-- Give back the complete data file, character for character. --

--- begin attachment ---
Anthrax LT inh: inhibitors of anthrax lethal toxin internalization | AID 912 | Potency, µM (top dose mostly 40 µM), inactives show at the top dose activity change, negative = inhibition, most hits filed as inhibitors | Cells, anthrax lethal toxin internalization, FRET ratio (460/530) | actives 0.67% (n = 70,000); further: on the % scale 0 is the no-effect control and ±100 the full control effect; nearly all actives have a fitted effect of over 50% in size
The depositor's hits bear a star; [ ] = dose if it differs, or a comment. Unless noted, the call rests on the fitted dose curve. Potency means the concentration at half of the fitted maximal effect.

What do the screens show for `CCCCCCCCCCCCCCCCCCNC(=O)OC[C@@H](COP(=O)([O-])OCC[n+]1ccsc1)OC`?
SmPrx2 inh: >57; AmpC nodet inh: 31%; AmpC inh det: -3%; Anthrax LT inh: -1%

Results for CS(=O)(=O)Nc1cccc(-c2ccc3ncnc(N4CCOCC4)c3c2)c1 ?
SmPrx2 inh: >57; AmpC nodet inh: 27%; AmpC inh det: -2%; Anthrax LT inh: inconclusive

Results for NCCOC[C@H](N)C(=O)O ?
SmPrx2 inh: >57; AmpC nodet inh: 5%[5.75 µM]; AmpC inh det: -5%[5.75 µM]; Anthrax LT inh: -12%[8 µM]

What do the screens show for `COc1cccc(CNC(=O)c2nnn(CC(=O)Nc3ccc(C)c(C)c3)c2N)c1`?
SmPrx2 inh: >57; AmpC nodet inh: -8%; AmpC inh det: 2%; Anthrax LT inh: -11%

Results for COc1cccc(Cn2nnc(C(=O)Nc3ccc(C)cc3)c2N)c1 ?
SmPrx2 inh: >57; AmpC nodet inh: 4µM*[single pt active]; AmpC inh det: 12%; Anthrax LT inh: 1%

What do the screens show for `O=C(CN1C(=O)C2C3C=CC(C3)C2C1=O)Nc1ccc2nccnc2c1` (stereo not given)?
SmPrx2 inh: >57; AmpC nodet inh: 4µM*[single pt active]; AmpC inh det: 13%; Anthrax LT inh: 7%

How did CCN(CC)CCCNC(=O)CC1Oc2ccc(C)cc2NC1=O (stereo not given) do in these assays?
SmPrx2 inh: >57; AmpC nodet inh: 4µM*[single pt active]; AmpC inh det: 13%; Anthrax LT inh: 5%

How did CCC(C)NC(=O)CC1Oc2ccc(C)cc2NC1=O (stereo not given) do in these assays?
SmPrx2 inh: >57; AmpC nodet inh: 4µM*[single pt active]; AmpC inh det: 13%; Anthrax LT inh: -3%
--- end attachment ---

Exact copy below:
Anthrax LT inh: inhibitors of anthrax lethal toxin internalization | AID 912 | Potency, µM (top dose mostly 40 µM), inactives show at the top dose activity change, negative = inhibition, most hits filed as inhibitors | Cells, anthrax lethal toxin internalization, FRET ratio (460/530) | actives 0.67% (n = 70,000); further: on the % scale 0 is the no-effect control and ±100 the full control effect; nearly all actives have a fitted effect of over 50% in size
The depositor's hits bear a star; [ ] = dose if it differs, or a comment. Unless noted, the call rests on the fitted dose curve. Potency means the concentration at half of the fitted maximal effect.

What do the screens show for `CCCCCCCCCCCCCCCCCCNC(=O)OC[C@@H](COP(=O)([O-])OCC[n+]1ccsc1)OC`?
SmPrx2 inh: >57; AmpC nodet inh: 31%; AmpC inh det: -3%; Anthrax LT inh: -1%

Results for CS(=O)(=O)Nc1cccc(-c2ccc3ncnc(N4CCOCC4)c3c2)c1 ?
SmPrx2 inh: >57; AmpC nodet inh: 27%; AmpC inh det: -2%; Anthrax LT inh: inconclusive

Results for NCCOC[C@H](N)C(=O)O ?
SmPrx2 inh: >57; AmpC nodet inh: 5%[5.75 µM]; AmpC inh det: -5%[5.75 µM]; Anthrax LT inh: -12%[8 µM]

What do the screens show for `COc1cccc(CNC(=O)c2nnn(CC(=O)Nc3ccc(C)c(C)c3)c2N)c1`?
SmPrx2 inh: >57; AmpC nodet inh: -8%; AmpC inh det: 2%; Anthrax LT inh: -11%

Results for COc1cccc(Cn2nnc(C(=O)Nc3ccc(C)cc3)c2N)c1 ?
SmPrx2 inh: >57; AmpC nodet inh: 4µM*[single pt active]; AmpC inh det: 12%; Anthrax LT inh: 1%

What do the screens show for `O=C(CN1C(=O)C2C3C=CC(C3)C2C1=O)Nc1ccc2nccnc2c1` (stereo not given)?
SmPrx2 inh: >57; AmpC nodet inh: 4µM*[single pt active]; AmpC inh det: 13%; Anthrax LT inh: 7%

How did CCN(CC)CCCNC(=O)CC1Oc2ccc(C)cc2NC1=O (stereo not given) do in these assays?
SmPrx2 inh: >57; AmpC nodet inh: 4µM*[single pt active]; AmpC inh det: 13%; Anthrax LT inh: 5%

How did CCC(C)NC(=O)CC1Oc2ccc(C)cc2NC1=O (stereo not given) do in these assays?
SmPrx2 inh: >57; AmpC nodet inh: 4µM*[single pt active]; AmpC inh det: 13%; Anthrax LT inh: -3%